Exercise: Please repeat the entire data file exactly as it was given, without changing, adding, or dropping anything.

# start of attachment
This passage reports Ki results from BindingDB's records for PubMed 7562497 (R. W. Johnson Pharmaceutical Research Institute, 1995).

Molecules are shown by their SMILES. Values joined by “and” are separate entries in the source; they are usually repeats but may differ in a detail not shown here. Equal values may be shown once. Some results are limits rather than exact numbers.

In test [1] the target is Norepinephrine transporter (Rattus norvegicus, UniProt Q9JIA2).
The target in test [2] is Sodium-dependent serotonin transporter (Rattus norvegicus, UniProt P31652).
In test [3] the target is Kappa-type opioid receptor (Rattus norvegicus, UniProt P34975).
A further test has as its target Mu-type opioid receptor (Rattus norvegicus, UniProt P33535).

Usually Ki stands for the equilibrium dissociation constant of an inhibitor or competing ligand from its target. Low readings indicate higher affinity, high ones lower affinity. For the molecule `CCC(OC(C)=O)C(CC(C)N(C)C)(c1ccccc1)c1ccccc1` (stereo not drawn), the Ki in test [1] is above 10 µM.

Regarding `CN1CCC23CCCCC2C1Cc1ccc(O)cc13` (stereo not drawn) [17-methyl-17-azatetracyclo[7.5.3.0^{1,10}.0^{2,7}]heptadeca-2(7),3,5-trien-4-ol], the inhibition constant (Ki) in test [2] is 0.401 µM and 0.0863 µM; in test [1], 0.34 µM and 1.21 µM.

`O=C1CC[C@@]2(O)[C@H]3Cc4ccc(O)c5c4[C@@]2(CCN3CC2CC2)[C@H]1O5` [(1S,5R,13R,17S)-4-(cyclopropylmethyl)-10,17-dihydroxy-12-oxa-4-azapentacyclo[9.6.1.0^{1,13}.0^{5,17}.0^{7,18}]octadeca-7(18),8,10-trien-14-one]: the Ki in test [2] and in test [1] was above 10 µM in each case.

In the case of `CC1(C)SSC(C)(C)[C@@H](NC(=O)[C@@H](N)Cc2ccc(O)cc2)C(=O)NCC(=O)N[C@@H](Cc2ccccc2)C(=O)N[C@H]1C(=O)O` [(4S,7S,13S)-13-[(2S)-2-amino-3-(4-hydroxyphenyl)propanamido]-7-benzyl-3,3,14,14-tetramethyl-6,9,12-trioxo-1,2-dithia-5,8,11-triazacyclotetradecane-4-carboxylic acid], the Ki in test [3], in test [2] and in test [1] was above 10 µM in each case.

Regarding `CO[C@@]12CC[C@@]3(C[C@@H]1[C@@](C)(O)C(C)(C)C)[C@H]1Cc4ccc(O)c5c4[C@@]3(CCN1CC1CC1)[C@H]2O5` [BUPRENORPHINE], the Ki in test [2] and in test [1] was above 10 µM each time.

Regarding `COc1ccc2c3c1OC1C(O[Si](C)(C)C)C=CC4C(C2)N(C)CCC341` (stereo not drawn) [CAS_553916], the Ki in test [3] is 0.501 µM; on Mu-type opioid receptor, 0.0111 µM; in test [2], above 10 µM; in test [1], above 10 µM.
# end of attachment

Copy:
This passage reports Ki results from BindingDB's records for PubMed 7562497 (R. W. Johnson Pharmaceutical Research Institute, 1995).

Molecules are shown by their SMILES. Values joined by “and” are separate entries in the source; they are usually repeats but may differ in a detail not shown here. Equal values may be shown once. Some results are limits rather than exact numbers.

In test [1] the target is Norepinephrine transporter (Rattus norvegicus, UniProt Q9JIA2).
The target in test [2] is Sodium-dependent serotonin transporter (Rattus norvegicus, UniProt P31652).
In test [3] the target is Kappa-type opioid receptor (Rattus norvegicus, UniProt P34975).
A further test has as its target Mu-type opioid receptor (Rattus norvegicus, UniProt P33535).

Usually Ki stands for the equilibrium dissociation constant of an inhibitor or competing ligand from its target. Low readings indicate higher affinity, high ones lower affinity. For the molecule `CCC(OC(C)=O)C(CC(C)N(C)C)(c1ccccc1)c1ccccc1` (stereo not drawn), the Ki in test [1] is above 10 µM.

Regarding `CN1CCC23CCCCC2C1Cc1ccc(O)cc13` (stereo not drawn) [17-methyl-17-azatetracyclo[7.5.3.0^{1,10}.0^{2,7}]heptadeca-2(7),3,5-trien-4-ol], the inhibition constant (Ki) in test [2] is 0.401 µM and 0.0863 µM; in test [1], 0.34 µM and 1.21 µM.

`O=C1CC[C@@]2(O)[C@H]3Cc4ccc(O)c5c4[C@@]2(CCN3CC2CC2)[C@H]1O5` [(1S,5R,13R,17S)-4-(cyclopropylmethyl)-10,17-dihydroxy-12-oxa-4-azapentacyclo[9.6.1.0^{1,13}.0^{5,17}.0^{7,18}]octadeca-7(18),8,10-trien-14-one]: the Ki in test [2] and in test [1] was above 10 µM in each case.

In the case of `CC1(C)SSC(C)(C)[C@@H](NC(=O)[C@@H](N)Cc2ccc(O)cc2)C(=O)NCC(=O)N[C@@H](Cc2ccccc2)C(=O)N[C@H]1C(=O)O` [(4S,7S,13S)-13-[(2S)-2-amino-3-(4-hydroxyphenyl)propanamido]-7-benzyl-3,3,14,14-tetramethyl-6,9,12-trioxo-1,2-dithia-5,8,11-triazacyclotetradecane-4-carboxylic acid], the Ki in test [3], in test [2] and in test [1] was above 10 µM in each case.

Regarding `CO[C@@]12CC[C@@]3(C[C@@H]1[C@@](C)(O)C(C)(C)C)[C@H]1Cc4ccc(O)c5c4[C@@]3(CCN1CC1CC1)[C@H]2O5` [BUPRENORPHINE], the Ki in test [2] and in test [1] was above 10 µM each time.

Regarding `COc1ccc2c3c1OC1C(O[Si](C)(C)C)C=CC4C(C2)N(C)CCC341` (stereo not drawn) [CAS_553916], the Ki in test [3] is 0.501 µM; on Mu-type opioid receptor, 0.0111 µM; in test [2], above 10 µM; in test [1], above 10 µM.